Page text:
NFL Draft 2013: Star Lotulelei's Talent, Work Ethic Shines Through

Bob Bajek@bobbajekAnalyst IIIApril 2, 2013

Despite his health being a question, Star Lotulelei is arguably the top defensive talent in the NFL Draft.
Despite his health being a question, Star Lotulelei is arguably the top defensive talent in the NFL Draft.Stephen Dunn/Getty Images

The NFL Draft Combine didn’t turn out how Star Lotulelei hoped.

A top nose tackle prospect from Utah who is projected as a top-10 pick, Lotulelei was discovered to have a heart condition that prevented him from showing NFL teams what he could do athletically.

Doctors said he could still exercise and train, but decided to cautiously hold him out of the combine drills.

Despite not performing in Indianapolis, Lotulelei has plenty of tape showing clubs that he’s the real deal. While Lotulelei declined to be interviewed for this story, his former coaches paint a picture of a humble and hardworking athlete who earns his namesake. 

Utah defensive coordinator Kalani Sitake said in a phone interview that the 6'2", 311-pound All-American is a hard worker who has size, power and speed. Sitake’s team plays both 3-4 and 4-3 defensive schemes, so the Tonga native is a versatile commodity.

“If you watch the USC game, he wanted to match up with C Khaled Holmes and focus on him one-on-one,” Sitake said. “There are times when you feel like you are comfortable with Star lining up at zero (technique, lined up directly over the center) and you put him there. There is tons of film of him playing at zero up the nose and there’s a lot of film of him playing at the DE position.

“Will he make a lot of plays at end? Probably not. His job was to collapse the pocket and take blocks to help the other guys get open.”

During the USC game this past season, Lotulelei exploded up the middle, directly forcing Holmes to give QB Matt Barkley a sloppy exchange. Barkley fumbled the ball and Lotulelei quickly dove on it for a successful recovery.

“That’s when he was playing in the zero, up off center,” Sitake said. “It’s hard for a center who’s going to block a guy so explosive to snap the ball and block at the same time. He’s just so quick off the ball that when it’s snapped, he just pounced on the center, messing up the quarterback exchange.”

In 2012, Lotulelei gained All-American and All-Pac-12 honors, compiling 42 tackles (10 for loss), five sacks and three forced fumbles.

Lotulelei wasn’t always on top of the football totem pole, however. Bad grades prevented him from playing for Brigham Young after he graduated from Bingham High (Utah).

His high school coach, Dave Peck, said in a phone interview that Lotulelei had an extremely high level of talent that was raw because he had just one year of organized football under his belt. Peck said the 23-year-old’s prep talent level reminded him of former Bingham star and NFL WR Kevin Curtis.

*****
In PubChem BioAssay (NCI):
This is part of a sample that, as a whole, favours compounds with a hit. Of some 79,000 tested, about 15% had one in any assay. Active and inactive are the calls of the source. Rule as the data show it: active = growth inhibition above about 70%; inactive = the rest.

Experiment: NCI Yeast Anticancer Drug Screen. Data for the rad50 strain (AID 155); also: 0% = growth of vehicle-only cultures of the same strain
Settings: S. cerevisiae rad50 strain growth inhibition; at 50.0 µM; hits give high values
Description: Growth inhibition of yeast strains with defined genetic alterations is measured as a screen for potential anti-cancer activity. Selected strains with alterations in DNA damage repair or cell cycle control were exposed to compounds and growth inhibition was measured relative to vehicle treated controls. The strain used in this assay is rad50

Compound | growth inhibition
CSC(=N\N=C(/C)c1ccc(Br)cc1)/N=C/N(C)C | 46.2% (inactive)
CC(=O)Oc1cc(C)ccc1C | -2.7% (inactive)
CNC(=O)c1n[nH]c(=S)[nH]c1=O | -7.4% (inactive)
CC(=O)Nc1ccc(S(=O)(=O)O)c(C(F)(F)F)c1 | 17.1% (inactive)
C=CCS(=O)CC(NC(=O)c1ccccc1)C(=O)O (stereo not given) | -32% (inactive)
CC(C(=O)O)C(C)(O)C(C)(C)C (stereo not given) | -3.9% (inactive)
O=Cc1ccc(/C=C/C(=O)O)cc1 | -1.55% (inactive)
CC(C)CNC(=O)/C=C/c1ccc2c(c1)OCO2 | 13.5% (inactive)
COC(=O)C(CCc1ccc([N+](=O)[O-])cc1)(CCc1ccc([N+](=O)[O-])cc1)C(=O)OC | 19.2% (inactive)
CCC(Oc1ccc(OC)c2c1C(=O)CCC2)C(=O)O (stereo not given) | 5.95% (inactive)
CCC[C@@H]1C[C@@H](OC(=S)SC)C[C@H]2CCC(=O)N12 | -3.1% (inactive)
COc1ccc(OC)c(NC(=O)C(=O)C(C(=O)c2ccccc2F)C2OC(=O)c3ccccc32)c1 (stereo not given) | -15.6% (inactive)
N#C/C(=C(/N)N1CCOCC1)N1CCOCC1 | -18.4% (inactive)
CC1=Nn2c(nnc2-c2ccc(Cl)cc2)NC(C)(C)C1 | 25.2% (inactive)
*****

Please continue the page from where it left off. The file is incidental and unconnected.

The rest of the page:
“I had to pull him aside more than once,” said Peck, who still keeps in contact with Lotulelei. “I took him aside once during his senior year before the playoffs and let him have it. I told him if he is tardy or misses one more class, he won’t be playing for us. I didn’t have a problem after that timeframe. It was frustrating because I knew he could be getting better grades than he was getting.”

Working at a furniture store after high school helped Lotulelei gain muscle (he was 240 pounds after high school and built significant muscle from constant heavy lifting) and learn the importance of an education.

Star excelled while playing for Snow Community College (Utah) in 2008. He sat out the ‘09 season, but did well enough academically to transfer to Utah.

Following his former student’s collegiate career, Peck said Lotulelei’s biggest improvement has been his work ethic, as his improved grades have helped the Morris Trophy winner (awarded to the top defensive lineman in the Pac-12) focus more on the gridiron.

“When that changed in the classroom, I think you saw a difference in how he played on the football field, too,” Peck stated, noting Lotulelei skipped entering last year’s draft to finish his sociology degree. “He’s always been a good football player. It doesn’t surprise me at all that he’s done great things in college. What I’m really happy with and proud of is what he’s done academically.”

Star’s athletic prowess began garnering him NFL recognition as a senior.

"I like Star Lotulelei,” said an NFL scout on the condition of anonymity. “He lost a lot of weight this year (he played around 360 pounds in 2011) and he is moving around better than he did last year. He is still raw and untapped and has a lot of upside. There is a lot to like."

While teams will be questioning Lotulelei’s health, Sitake noted he played “95 percent” of the snaps and always “at a high level.” He would be consistently double and even triple-teamed, but that helped his teammates make plays.

Teams should keep that in mind when evaluating a potential monster who consistently blows up the pocket. 


Bob Bajek is the sports editor for the Rantoul Press (IL) and freelances for Pro Football Weekly. He can be followed on Twitter at @bobbajek.